Democracy is the worst form of government, except for all the rest.
Next month the people of South Africa vote in a general election that illustrates all of the problems with democracy. The political parties are dismal, the politicians will lie, and the people will vote for the wrong reasons. But this is how it is with real people in the real world. Churchill’s remark 70 years ago that democracy is the worst form of government except for all the others still holds true. (He himself accepted his electoral defeat in 1945, just after he had won the war and saved democracy in Europe.)
In South Africa voting is mainly tribal and has little to do with the policies of the parties. This is no different from other countries where tribes are clearly distinguishable. “Tribe” and “nation” are one and the same; Europe is just as tribal as Africa. Race is simply one way of identifying tribe.
In the election on 8 May, “Africans” will vote for the ANC and the EFF. Most of the people now protesting violently against the ANC for failing to provide decent services will vote ANC again. “White” people will vote for the DA. The Western Cape, alone among provinces, will vote for the DA because the biggest racial group there are the “Coloureds”, who dislike “Africans” more than they dislike “whites”. We all know this, although we are not allowed to say so. (“Coloureds” is an apartheid term for people of indigenous and mixed descent. “Africans” is a technically meaningless term which actually refers to “Bantu”, a term which is scientific.)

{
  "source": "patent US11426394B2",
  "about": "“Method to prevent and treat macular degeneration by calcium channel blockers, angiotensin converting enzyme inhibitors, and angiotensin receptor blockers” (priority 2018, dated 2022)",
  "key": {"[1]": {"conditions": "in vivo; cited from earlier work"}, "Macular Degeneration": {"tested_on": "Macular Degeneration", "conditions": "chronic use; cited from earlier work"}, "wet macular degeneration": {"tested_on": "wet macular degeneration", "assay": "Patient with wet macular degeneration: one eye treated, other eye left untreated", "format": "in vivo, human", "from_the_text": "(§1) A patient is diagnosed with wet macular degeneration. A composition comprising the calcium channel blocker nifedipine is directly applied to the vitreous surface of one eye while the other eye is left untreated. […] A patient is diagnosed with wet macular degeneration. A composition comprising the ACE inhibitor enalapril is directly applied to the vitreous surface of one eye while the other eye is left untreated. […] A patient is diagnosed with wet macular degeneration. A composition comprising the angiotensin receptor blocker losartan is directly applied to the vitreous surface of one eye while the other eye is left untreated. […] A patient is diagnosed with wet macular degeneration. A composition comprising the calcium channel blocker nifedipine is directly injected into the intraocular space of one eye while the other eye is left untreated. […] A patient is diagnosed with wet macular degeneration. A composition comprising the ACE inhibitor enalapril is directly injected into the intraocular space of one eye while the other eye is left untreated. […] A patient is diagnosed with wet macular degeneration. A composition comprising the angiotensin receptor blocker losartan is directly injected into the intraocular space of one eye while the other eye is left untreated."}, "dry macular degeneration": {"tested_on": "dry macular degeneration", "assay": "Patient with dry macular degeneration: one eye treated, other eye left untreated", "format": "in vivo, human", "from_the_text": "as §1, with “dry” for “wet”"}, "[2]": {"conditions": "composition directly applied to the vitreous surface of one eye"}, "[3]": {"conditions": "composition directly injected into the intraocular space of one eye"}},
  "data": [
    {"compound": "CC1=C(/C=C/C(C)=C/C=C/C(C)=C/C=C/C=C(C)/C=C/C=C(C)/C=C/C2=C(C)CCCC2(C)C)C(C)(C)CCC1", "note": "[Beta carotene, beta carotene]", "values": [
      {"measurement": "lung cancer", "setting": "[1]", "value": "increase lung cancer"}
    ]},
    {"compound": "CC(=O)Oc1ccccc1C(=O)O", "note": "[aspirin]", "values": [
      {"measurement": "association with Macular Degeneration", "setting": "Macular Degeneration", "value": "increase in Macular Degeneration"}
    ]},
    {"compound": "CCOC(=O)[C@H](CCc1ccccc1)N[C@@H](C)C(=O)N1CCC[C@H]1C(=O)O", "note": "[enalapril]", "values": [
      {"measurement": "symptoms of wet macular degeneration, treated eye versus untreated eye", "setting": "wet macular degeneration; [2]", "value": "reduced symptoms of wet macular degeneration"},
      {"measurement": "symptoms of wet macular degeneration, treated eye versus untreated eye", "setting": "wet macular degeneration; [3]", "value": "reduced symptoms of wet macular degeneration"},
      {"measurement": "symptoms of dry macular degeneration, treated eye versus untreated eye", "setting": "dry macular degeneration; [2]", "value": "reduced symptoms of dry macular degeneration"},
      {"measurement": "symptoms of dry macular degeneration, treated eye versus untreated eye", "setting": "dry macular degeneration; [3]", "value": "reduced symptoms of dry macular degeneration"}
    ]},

In Britain, ethnic tribes have blurred together. Celts, Anglo-Saxons, Vikings and Normans are indistinguishable now. But in one part of Britain tribalism is still strong. This is Northern Ireland, where the tribes are called “Protestant” and “Catholic”, and people vote accordingly. Even in mainland Britain, though, voting is seldom decided by the policies of the parties, and of course nobody reads the party manifestos, which are always long, vacuous and boring.
How best to govern according to the will of the people? In ten thousand years, nobody has been able to answer this question. Democracy in the West uses a popular vote to select representatives, who then decide policy. Some “intellectuals” say there should be direct democracy where “the people”, especially working-class people, decide policy through referenda. However, what if you ask these intellectuals for a referendum on the death penalty or same sex marriage or African immigration? Then these intellectuals will be less inclined for ordinary people to make the decision. They will want to decide for them.
Cromwell in England in the 17th Century had the same problem. He overthrew the king and sought some means of democratic government. Radicals suggested one-man-one-vote. He was horrified – for two reasons. First, it was too revolutionary. Second, it was too reactionary, since he knew that if ordinary people could decide they would bring back the monarchy.